OMG thats a huge portion of information and some terms i am reading at first so i have virtually no idea what a SAN , VM etc is. Our ncomputing device is lot similar to what you mentioned as zero client and one more point to add we will use animation training also in future so i think we would need 3-4 clients for good graphics. i am looking for a centralized easy to manage system, but data security and maintenance is always on top of that.
    my budget is around 1200$-1500$(only server cost i have not included clients) for this thing.

    this is our current systems specs which is running 7 clients:
    AMD FX 4100(it says 4 cores at startup)
    32GB RAM
    2GB radion graphics card
    1TB HDD seagate
    and the thin client is nComputing some US company
    OS- WIN server 8 r2
    anyways we are currently running only php enviornments such as xampp(which are very low burden on hardware) and VS 2010 sp1,dreamweaver cs3(when all used it starts hiccups which i dont want).

  5. Running the number of simultaneous users you are talking about on that type of desktop computer is just killing the performance. There are areas where you have to have better performance, and other areas where you aren't utilizing performance to fit your needs. Unfortunately, $1,500 is not going to come close to getting you a decent server to do what you are talking about. If you are retiring your old server you might be able to transfer licensing of your Server 2008 R2 to the new server, but that's questionable. Technically with any OEM licensing it is bound to that machine, which means if you purchase a new server you have to license it completely new. That alone is half of your budget.

    I guess at this point I'd reconsider doing a terminal system if you only have that kind of budget to work with. It's expensive to set up a decent terminal system, especially when you are wanting it to start with 15 VDI clients and grow upwards of 30. And it's not the type of environment you can go graphics-intensive work. Unless you have an unlimited budget and an expert in VMWare View, you are not going to get desktop-quality graphics performance for design work in a terminal services environment. You're far better off getting stand-alone workstation computers for that particular need.

    In the end you might be able to build a pretty nice performance consumer-type desktop for $1,500 that, while it's still not going to run 15 clients simultaneously, would at least run your current 7 or 8 at better performance. However, this is just a desktop, it's not a server. It's not meant for that type of work, and in many cases it's not going to be supported (driver, performance, upgradability, etc.) If you're needing something that can run this work continually for years without hiccup, reliably, then you need a true server, and you need to probably budget at least $3,000 for a decent server to do this kind of work. Looking into a SAN would be ideal, but quite well out of your intended budget as even a basic SAN is going to run you at least $6,000.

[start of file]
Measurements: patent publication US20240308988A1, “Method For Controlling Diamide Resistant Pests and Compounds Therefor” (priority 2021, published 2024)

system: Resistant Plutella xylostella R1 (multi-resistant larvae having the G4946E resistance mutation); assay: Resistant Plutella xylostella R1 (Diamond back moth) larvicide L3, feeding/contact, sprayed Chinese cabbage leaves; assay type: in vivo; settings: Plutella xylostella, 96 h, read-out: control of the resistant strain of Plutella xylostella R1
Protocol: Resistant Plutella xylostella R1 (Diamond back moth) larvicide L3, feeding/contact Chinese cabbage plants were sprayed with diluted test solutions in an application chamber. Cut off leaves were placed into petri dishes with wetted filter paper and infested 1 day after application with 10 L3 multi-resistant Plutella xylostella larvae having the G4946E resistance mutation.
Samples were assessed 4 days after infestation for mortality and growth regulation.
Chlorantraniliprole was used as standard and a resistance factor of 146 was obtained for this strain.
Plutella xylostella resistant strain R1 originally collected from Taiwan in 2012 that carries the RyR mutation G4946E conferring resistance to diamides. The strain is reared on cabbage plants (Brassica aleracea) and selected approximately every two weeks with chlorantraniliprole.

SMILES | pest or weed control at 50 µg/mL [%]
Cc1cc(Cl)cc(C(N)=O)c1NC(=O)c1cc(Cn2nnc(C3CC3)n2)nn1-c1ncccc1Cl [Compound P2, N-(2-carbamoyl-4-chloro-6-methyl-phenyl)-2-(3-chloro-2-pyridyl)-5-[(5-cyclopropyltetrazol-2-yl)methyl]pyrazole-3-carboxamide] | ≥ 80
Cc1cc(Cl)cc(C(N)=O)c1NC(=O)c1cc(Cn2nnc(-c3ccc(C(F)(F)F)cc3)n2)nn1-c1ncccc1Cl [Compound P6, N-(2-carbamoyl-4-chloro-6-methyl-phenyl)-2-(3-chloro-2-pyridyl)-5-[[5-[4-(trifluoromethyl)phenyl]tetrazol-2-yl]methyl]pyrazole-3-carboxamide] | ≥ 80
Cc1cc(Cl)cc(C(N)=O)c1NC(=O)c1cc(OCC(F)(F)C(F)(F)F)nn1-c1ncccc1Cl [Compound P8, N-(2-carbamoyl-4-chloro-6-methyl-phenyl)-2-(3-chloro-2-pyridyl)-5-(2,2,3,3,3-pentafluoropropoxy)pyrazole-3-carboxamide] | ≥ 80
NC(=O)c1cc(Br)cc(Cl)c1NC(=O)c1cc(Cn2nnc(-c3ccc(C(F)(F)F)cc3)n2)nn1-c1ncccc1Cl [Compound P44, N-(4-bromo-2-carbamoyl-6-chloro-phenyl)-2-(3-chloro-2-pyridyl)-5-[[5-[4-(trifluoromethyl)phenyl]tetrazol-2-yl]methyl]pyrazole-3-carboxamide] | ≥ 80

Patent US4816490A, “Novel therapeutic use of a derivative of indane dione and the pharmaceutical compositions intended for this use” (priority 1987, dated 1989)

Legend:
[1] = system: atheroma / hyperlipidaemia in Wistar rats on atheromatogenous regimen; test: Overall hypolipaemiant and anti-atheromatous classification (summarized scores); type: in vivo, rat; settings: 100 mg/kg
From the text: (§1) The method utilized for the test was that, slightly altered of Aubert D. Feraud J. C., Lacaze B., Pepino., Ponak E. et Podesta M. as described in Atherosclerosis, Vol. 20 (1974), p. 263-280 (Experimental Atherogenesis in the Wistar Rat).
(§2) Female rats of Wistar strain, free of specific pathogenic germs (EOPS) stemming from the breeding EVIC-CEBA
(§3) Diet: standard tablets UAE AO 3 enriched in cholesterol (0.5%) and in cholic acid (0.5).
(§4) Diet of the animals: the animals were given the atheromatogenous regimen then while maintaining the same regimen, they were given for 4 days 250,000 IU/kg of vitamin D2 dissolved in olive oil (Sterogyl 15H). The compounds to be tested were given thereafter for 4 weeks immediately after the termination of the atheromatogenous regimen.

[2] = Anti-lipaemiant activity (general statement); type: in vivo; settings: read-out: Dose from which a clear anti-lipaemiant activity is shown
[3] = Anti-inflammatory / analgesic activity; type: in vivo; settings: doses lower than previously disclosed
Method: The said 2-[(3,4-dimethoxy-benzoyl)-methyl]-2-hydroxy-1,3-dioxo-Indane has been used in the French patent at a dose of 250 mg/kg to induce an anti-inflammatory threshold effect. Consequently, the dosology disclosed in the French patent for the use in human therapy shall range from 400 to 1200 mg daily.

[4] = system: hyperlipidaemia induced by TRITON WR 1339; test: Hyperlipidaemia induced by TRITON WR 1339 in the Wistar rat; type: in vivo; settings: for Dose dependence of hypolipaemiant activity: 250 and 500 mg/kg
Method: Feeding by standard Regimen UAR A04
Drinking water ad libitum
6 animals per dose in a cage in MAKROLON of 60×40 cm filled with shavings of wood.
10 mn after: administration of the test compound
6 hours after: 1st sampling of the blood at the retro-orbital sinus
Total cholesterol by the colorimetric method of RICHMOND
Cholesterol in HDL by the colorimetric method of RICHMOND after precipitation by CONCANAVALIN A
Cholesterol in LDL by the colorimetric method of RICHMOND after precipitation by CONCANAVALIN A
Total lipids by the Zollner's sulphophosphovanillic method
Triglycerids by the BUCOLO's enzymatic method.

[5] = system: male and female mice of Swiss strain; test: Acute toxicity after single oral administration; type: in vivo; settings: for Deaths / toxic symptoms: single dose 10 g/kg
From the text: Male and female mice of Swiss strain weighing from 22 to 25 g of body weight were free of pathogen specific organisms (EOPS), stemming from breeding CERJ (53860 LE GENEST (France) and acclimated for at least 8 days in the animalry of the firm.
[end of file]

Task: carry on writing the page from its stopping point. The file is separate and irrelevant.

6. alright looks like i have to cut the seats at initial level.. sigh.
  7. Dear Alok
    Did u get the solution.
    We are a solution provider for NComputing, request to call on 9011914646.

    Rakesh Chauhan
  8. Rakesh Chauhan said:
    Dear Alok
    Did u get the solution.
    We are a solution provider for NComputing, request to call on 9011914646.

    Rakesh Chauhan

    HI , my setup is up and running, you can visit my site @ but thanks for asking i will keep you in mind for future needs.
  9. aloksharma2k27 said:
    Rakesh Chauhan said:
    Dear Alok
    Did u get the solution.
    We are a solution provider for NComputing, request to call on 9011914646.

    Rakesh Chauhan

    HI , my setup is up and running, you can visit my site @ but thanks for asking i will keep you in mind for future needs.

    Hi Ashok..

    I need your help brother..
    I am going to start a computer education institute in New Delhi..I saw this tread and i hope you can help me.
    We are going to start the setup with 8-10 computers. We will run applications like Office suit, Internet, Adobe Photoshop, Coral and some basic programming stuff like c, c++, java and .net. I was about to purchase all 10 desktop machine but one of my friend suggested me to use thin/zero client instead of purchasing 10 complete desktop machines.

    He told i can use one powerful machine with intel i5/i7 processor and 8 GB ram with 8-9 thin clients. Please suggest will this setup work and will it be able to handle all the load when we run the applications like this.

    kindly also explain me which kind of setup you are using now for your institute.